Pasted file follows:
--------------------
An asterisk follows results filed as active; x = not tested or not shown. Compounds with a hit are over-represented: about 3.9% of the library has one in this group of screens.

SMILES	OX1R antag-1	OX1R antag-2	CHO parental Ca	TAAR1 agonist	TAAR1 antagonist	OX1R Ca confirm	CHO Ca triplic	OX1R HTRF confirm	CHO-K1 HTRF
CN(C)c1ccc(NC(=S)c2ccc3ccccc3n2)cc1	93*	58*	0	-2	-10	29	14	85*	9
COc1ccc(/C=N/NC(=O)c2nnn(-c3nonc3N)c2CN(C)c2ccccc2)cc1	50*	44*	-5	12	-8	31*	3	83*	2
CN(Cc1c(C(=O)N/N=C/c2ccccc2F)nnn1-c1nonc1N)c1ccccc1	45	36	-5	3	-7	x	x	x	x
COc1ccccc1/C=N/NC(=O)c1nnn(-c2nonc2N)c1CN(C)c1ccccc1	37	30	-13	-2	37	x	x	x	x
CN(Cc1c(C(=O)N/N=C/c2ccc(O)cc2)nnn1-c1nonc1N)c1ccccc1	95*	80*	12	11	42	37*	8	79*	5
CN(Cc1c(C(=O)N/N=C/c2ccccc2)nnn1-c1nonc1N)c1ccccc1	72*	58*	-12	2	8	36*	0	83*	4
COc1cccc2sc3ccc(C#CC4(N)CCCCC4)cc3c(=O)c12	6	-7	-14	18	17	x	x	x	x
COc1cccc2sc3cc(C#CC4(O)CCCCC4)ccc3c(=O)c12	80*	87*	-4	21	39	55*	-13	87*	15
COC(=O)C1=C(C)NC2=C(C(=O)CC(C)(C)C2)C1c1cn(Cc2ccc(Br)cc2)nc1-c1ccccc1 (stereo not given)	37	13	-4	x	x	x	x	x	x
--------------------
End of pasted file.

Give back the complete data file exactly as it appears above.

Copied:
An asterisk follows results filed as active; x = not tested or not shown. Compounds with a hit are over-represented: about 3.9% of the library has one in this group of screens.

SMILES	OX1R antag-1	OX1R antag-2	CHO parental Ca	TAAR1 agonist	TAAR1 antagonist	OX1R Ca confirm	CHO Ca triplic	OX1R HTRF confirm	CHO-K1 HTRF
CN(C)c1ccc(NC(=S)c2ccc3ccccc3n2)cc1	93*	58*	0	-2	-10	29	14	85*	9
COc1ccc(/C=N/NC(=O)c2nnn(-c3nonc3N)c2CN(C)c2ccccc2)cc1	50*	44*	-5	12	-8	31*	3	83*	2
CN(Cc1c(C(=O)N/N=C/c2ccccc2F)nnn1-c1nonc1N)c1ccccc1	45	36	-5	3	-7	x	x	x	x
COc1ccccc1/C=N/NC(=O)c1nnn(-c2nonc2N)c1CN(C)c1ccccc1	37	30	-13	-2	37	x	x	x	x
CN(Cc1c(C(=O)N/N=C/c2ccc(O)cc2)nnn1-c1nonc1N)c1ccccc1	95*	80*	12	11	42	37*	8	79*	5
CN(Cc1c(C(=O)N/N=C/c2ccccc2)nnn1-c1nonc1N)c1ccccc1	72*	58*	-12	2	8	36*	0	83*	4
COc1cccc2sc3ccc(C#CC4(N)CCCCC4)cc3c(=O)c12	6	-7	-14	18	17	x	x	x	x
COc1cccc2sc3cc(C#CC4(O)CCCCC4)ccc3c(=O)c12	80*	87*	-4	21	39	55*	-13	87*	15
COC(=O)C1=C(C)NC2=C(C(=O)CC(C)(C)C2)C1c1cn(Cc2ccc(Br)cc2)nc1-c1ccccc1 (stereo not given)	37	13	-4	x	x	x	x	x	x